Being a parent is an incredibly difficult job, but explaining all about periods to a pre-teen daughter can be especially tricky. Such matters are often an embarrassing topic of conversation for parents – and daughters! But as much as you may not want to delve deep into the subject of menstruation, it’s important to have the conversation before a girl hits puberty or the day your daughter starts menstruating could be unnecessarily traumatic.
Girls typically begin having periods around the age of 12, but some girls begin puberty as young as eight. For this reason, it’s a good idea to talk to your child in an age-appropriate way long before puberty.
Be Open About Bodily Functions
In most cultures, periods are a taboo subject. Women and girls are sent away when their periods begin, and not allowed to come home until they have stopped menstruating. It’s very important that girls do not view periods as a shameful event.
Menstruation is a natural thing, not something to be ashamed of. For this reason, the more open and honest you can be about periods, the better.
Talk to your daughter about periods as soon as she’s old enough to understand what it means. Don’t hide the fact you menstruate. Explain how it feels and what happens when your period comes. Don’t make a big deal about it. The more normal it seems to your daughter, the less stressed she’ll feel when it finally happens to her.
Use the Right Language
Try to use the correct language when you discuss periods and why they happen. Don’t use slang words like the “curse”, as this gives the whole thing a negative connotation. Even if you have difficult periods and you feel wretched each month, keep it neutral.
The last thing any girl wants to hear is that periods are painful and a horrible experience. Try to stress the positive aspects of having periods, i.e. that menstruation is a sign of fertility and that it means your daughter can one day have babies.
Demystify the Details
Be aware that there is a ton of misinformation out there, and your daughter may have heard all kinds of terrible things from her friends at school. It’s very important that you demystify what happens, so she’s not terrified about the idea of bleeding.
Explain what happens and why. Reassure your daughter that the quantity of blood post is minimal and that having periods needn’t impact her life in any way. Show her exactly how much blood is lost each month – seeing three tablespoons of ketchup should reassure her she’s not about to bleed to death when the time comes.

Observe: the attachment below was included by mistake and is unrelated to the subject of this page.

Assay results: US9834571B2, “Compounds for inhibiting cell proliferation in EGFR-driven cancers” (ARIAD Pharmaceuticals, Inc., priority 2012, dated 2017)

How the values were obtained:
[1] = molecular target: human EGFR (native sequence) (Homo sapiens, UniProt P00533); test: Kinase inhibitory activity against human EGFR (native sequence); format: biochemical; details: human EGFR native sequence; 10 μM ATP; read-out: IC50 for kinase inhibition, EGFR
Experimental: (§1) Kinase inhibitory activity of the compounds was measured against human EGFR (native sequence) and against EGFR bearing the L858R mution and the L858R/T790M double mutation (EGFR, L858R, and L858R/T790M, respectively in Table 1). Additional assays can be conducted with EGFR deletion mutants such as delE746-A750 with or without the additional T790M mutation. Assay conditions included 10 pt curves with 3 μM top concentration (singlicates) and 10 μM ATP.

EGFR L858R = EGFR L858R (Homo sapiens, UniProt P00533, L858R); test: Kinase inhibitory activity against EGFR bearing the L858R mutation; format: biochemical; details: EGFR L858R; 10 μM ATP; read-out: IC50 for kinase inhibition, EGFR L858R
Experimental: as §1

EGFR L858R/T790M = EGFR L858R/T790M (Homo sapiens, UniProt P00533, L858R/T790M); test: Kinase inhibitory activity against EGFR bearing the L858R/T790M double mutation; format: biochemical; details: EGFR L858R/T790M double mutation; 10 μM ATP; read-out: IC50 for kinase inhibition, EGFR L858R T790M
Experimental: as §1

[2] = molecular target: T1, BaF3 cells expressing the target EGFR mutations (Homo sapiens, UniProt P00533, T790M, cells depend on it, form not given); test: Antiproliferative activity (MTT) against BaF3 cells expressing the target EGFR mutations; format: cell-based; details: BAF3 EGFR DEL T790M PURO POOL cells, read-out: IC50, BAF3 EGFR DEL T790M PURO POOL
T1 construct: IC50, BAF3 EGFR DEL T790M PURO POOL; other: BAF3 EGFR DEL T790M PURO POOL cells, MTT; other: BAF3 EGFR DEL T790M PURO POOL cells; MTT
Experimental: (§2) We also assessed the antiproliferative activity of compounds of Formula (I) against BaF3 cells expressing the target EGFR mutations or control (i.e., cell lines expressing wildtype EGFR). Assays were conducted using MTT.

Talk About the Options She Has
Go through the many options your daughter has when her periods start. Explain the difference between tampons, sanitary pads, menstrual cups, and period panties and how best she can protect her clothes. Educate her about the pros and cons of each product.
For example, discuss the merits of tampons, sanitary pads, menstrual cups, and period panties. Discuss which products might be best for her. If she’s interested in menstrual cups, this site has useful menstrual cup information, including reviews of the top brands, so she can make an informed choice about which brand to try.
Talk to your daughter about the products you use and why. Let her know it’s a personal choice which product she uses, and you’ll be there to help her when the times comes. You may need to be hands-on when she first starts her period, but let your daughter guide you in that respect. Not all girls are comfortable having their mom show them how to use a tampon or menstrual cup. If your daughter would rather try in her own time, that’s OK. Don’t make a huge issue out of it.
Talk About Normal Life and Periods
Have a chat about how your daughter can be prepared. Remind her life goes on as normal, even when she has her period. Reassure her that she can still do sports, swim, and be a kid. Having her period doesn’t mean she needs to stay home for a week.
Make sure your daughter is prepared for when the time comes. Encourage her to keep an emergency pack in case her period starts when she’s at school. A spare set of underwear, some wet wipes, and a sanitary pad will reduce the embarrassment factor.
Finally, remind your daughter to be kind to herself and others. She and her friends will have mishaps and leaks, but it’s not the end of the world!